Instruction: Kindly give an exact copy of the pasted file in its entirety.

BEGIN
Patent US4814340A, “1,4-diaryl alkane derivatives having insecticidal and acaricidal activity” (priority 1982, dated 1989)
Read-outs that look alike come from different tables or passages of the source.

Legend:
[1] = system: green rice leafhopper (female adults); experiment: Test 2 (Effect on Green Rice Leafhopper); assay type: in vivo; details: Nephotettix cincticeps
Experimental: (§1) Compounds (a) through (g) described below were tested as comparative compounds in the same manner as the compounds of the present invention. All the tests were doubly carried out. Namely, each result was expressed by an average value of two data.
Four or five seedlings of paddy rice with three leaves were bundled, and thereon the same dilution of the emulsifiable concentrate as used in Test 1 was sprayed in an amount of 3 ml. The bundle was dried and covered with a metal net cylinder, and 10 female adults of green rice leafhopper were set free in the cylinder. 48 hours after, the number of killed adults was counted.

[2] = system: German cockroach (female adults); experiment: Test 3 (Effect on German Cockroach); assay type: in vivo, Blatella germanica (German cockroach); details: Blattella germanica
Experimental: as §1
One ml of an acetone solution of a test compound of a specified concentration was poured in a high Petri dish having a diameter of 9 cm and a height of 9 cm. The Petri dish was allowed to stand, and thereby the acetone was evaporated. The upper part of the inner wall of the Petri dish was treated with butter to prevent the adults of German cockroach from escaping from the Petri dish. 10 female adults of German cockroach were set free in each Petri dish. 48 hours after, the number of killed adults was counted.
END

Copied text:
Patent US4814340A, “1,4-diaryl alkane derivatives having insecticidal and acaricidal activity” (priority 1982, dated 1989)
Read-outs that look alike come from different tables or passages of the source.

Legend:
[1] = system: green rice leafhopper (female adults); experiment: Test 2 (Effect on Green Rice Leafhopper); assay type: in vivo; details: Nephotettix cincticeps
Experimental: (§1) Compounds (a) through (g) described below were tested as comparative compounds in the same manner as the compounds of the present invention. All the tests were doubly carried out. Namely, each result was expressed by an average value of two data.
Four or five seedlings of paddy rice with three leaves were bundled, and thereon the same dilution of the emulsifiable concentrate as used in Test 1 was sprayed in an amount of 3 ml. The bundle was dried and covered with a metal net cylinder, and 10 female adults of green rice leafhopper were set free in the cylinder. 48 hours after, the number of killed adults was counted.

[2] = system: German cockroach (female adults); experiment: Test 3 (Effect on German Cockroach); assay type: in vivo, Blatella germanica (German cockroach); details: Blattella germanica
Experimental: as §1
One ml of an acetone solution of a test compound of a specified concentration was poured in a high Petri dish having a diameter of 9 cm and a height of 9 cm. The Petri dish was allowed to stand, and thereby the acetone was evaporated. The upper part of the inner wall of the Petri dish was treated with butter to prevent the adults of German cockroach from escaping from the Petri dish. 10 female adults of German cockroach were set free in each Petri dish. 48 hours after, the number of killed adults was counted.